Project Location: Cusco, Peru
Program Dates: January 03-10, 2010
Volunteered At: Clinica de Dios
"Please click our +1 on our feedbacks, this will help our programs, thank you for your support"
Tags: cusco, peru, volunteer
I have multiple favorite memories, but my number one would have to when Laine and I were in the ball pit on the playground, six kids surrounding us, and as I climbed up the slide to switch places with Laurel, one of the young boys grabbed onto my pants and pulled me back down. All the kids were hysterically laughing, it was quite the moment!
I was surprised that:
I was surprised by how independent some of the children were, especially those in wheelchairs or the 9 and 10 year old girls who struggle with their walkers but manage to move around quite well. I think I was expecting the clinic to have poorer conditions, but in general, everyone was clean, well nourished, and well controlled. I was really surprised by how clean Peru was!
The most difficult thing I experienced was:
The most difficult thing I experienced was the long days. We were up early, 6:30 or so and headed to bed no earlier than midnight. The kids wore us out for the morning and it was hard to focus in Spanish lessons without eating multiple cookies to increase our blood sugar. I didn’t realize how tired I was until we left Cusco and headed to Lima for a few days. But, the tiredness was overcome by the adrenaline and excitation that I had while in Cusco, this trip was exhilarating.
My best received lesson:
My best received lesson was about how far and how much love can change you. In a few days, I developed a love for everything Peruvian. I realized how important family is and how grateful I am for what I have. Our host family, Laura, her children, Matilda, our guide to Machu Picchu, Guido, everyone was so happy and so welcoming. I plan on keeping in contact with my host family, hopefully seeing them again when I come back to Peru to hike the Inca trail. In just a few days, so many people made such an impact on my life. The children paint a picture of what life is like for them in Cusco, living with a disability, no family, just the nurses, staff, volunteers, and other children who fill their roles as family, taking care, talking, disciplining , and feeding these wonderful children. All they were looking for was love and attention, volunteering at the clinic became a very rewarding experience in such a short time.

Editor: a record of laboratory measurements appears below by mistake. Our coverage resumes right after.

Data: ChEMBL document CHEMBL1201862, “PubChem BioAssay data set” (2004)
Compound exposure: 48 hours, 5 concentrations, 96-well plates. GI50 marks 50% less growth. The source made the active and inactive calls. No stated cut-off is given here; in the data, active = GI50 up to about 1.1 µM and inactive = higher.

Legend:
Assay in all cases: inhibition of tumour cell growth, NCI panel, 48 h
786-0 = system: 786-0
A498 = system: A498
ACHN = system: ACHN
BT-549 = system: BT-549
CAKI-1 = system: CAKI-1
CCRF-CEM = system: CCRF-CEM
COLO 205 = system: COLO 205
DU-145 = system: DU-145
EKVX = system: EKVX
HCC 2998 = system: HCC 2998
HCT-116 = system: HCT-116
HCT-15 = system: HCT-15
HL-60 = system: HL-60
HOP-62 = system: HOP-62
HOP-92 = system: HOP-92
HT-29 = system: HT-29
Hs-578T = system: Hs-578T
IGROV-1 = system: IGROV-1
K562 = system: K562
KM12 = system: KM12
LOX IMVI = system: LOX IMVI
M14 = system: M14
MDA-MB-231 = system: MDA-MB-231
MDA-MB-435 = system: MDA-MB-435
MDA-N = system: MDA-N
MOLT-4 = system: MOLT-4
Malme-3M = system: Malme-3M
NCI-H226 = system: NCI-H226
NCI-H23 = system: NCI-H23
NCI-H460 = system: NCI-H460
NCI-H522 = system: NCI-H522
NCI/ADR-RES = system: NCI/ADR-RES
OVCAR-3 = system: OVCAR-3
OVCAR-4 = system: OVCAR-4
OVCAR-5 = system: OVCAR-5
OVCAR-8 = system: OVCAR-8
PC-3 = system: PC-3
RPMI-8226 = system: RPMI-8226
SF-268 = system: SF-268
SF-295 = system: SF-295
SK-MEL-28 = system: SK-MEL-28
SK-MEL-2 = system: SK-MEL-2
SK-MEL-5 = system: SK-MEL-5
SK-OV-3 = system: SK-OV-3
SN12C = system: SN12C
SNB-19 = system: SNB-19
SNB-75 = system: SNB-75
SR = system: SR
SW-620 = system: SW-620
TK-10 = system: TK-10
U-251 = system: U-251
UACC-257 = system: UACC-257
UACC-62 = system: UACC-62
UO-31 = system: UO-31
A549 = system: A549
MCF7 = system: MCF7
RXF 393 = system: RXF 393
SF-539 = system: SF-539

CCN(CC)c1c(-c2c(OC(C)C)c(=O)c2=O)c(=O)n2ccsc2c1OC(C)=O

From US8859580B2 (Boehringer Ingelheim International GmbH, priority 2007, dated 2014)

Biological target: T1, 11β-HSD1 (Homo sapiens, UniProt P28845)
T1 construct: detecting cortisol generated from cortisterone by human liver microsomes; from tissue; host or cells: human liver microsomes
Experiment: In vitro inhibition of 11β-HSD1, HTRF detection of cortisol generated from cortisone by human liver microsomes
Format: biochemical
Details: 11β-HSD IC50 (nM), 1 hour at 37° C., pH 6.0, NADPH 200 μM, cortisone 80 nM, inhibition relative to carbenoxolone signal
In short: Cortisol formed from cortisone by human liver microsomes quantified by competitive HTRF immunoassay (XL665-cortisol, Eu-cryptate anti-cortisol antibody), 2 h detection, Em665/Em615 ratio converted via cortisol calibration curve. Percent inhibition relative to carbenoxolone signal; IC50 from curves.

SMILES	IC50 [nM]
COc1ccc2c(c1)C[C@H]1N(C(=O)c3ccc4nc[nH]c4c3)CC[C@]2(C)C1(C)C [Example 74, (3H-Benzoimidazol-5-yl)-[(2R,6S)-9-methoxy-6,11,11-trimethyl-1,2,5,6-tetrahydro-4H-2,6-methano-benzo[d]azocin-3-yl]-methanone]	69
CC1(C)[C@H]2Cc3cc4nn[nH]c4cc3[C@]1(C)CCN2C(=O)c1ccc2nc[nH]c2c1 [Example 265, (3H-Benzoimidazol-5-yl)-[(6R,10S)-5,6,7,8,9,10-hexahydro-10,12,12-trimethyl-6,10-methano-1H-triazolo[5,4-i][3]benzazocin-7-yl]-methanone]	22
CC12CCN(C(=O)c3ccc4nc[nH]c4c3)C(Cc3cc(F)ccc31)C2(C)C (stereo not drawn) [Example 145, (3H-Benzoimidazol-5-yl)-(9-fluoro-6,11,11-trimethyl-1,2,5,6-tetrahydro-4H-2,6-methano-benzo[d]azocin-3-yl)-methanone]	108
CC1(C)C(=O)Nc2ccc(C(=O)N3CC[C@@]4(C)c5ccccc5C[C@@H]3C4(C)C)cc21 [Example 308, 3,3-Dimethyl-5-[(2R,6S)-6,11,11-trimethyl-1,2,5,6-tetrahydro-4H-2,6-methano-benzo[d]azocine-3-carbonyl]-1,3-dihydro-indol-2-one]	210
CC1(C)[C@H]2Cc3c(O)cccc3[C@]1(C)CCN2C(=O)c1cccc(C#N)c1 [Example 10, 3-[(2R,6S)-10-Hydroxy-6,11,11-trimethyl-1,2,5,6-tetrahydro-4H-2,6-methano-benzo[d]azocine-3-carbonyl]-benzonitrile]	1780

Tip for future volunteers:
We brought clothing donations and a few toys for the children, like crayons and coloring books, easy to buy and pack and keep them entertained, especially when they can’t go outside. Definitely leave all expectations back in your homeland. Our trip started out crazy, delayed flight, missed connections, but once we got to Cusco, everything bad that happened was forgotten. If your Spanish is weak, just keep talking, someone will correct you and you’ll pick the language back up pretty quickly. Definitely do Machu Picchu, and take Guido with you as a guide, he’s quite wonderful. My biggest tip is to stay longer than 2 weeks, time flew by and I wish I had more time to volunteer and explore the country.
Personal Paragraph (Testimonial)
My two weeks in the country of Peru (one week volunteering) was by far the most rewarding experience I’ve had in a long time. The beauty of the country and its people drew me in instantly and continue to enlighten me as I share my experiences with others back at home. The children make you laugh, smile, and ponder how they ended up at the clinic and where life will take them next. Learning more about the history, culture, and the Spanish language made my experience in Peru very well rounded and rewarding. I will never forgot the memories and lessons learned and the love I have for all the amazing people I met along my travels.
Are you willing to speak to other potential ABV volunteers?